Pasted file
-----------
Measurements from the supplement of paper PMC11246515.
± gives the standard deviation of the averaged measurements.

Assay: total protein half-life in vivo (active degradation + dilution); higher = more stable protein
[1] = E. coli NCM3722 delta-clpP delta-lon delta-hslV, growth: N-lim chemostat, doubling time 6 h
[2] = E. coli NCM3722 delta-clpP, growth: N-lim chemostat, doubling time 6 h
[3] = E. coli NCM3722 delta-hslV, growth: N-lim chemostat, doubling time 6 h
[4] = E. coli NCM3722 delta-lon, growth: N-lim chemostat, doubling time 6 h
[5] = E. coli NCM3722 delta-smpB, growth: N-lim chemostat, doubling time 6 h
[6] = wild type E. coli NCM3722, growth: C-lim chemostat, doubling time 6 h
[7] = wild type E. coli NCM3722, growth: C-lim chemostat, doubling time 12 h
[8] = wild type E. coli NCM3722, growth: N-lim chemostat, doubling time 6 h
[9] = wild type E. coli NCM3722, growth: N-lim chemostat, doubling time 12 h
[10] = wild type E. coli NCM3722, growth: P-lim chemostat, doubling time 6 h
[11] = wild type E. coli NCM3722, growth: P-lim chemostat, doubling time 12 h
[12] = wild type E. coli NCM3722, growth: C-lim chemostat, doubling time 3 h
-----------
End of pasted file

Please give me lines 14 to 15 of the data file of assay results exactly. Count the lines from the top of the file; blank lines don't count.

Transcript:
[11] = wild type E. coli NCM3722, growth: P-lim chemostat, doubling time 12 h
[12] = wild type E. coli NCM3722, growth: C-lim chemostat, doubling time 3 h